Scottish teenager Jake Davis, one of two Lulzsec-associates arrested over the hacking of websites including the CIA, Pentagon, News International, and Sony, may face decades in prison if he is extradited to the United States. Right now Davis is free on bail but forbidden to use the internet. Discussing the experience via the Guardian, he sounds like someone freed from shackles:
The last time I was allowed to access the internet was several moments before the police came through my door in the Shetland Isles, over a year ago. During the past 12 months I have pleaded guilty to computer misuse under the banners of “Internet Feds”, “Anonymous” and “LulzSec”.
I’m often asked: what is life like without the net? In a word, life is serene. I now find myself reading newspapers as though they weren’t ancient scrolls; entering real shops with real money in order to buy real products…Nothing needs to be captioned or made into an elaborate joke to impress a citizenry whose every emotion is represented by a sequence of keystrokes.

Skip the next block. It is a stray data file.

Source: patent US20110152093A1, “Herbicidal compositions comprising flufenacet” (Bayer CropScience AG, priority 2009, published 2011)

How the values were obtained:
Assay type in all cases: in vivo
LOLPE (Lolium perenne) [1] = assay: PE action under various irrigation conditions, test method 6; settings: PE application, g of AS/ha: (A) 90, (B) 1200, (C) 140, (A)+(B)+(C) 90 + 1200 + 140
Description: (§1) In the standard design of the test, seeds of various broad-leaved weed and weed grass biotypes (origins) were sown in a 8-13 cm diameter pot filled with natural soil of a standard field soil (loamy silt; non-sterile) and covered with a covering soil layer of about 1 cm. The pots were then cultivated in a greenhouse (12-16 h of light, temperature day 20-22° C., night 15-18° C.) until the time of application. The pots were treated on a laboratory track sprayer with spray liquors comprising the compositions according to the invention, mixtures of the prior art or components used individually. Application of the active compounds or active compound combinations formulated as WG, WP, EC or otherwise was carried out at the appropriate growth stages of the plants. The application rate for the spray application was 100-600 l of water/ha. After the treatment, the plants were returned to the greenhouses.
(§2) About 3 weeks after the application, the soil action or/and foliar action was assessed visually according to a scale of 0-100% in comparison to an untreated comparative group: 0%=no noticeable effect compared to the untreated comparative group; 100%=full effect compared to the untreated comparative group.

It is not so much the sudden simplicity of daily life – as you can imagine, trivial tasks have been made much more difficult – but the feeling of being able to close my eyes without being bombarded with flashing shapes or constant buzzing sounds, which had occurred frequently since my early teens. Sleep is now tranquil and uninterrupted and books seem far more interesting. The paranoia has certainly vanished. I can only describe this sensation as the long-awaited renewal of a previously diminished attention span.
A miracle cure or some kind of therapeutic brilliance are not something I could give, but I can confidently say that a permanent lack of internet has made me a more fulfilled individual.
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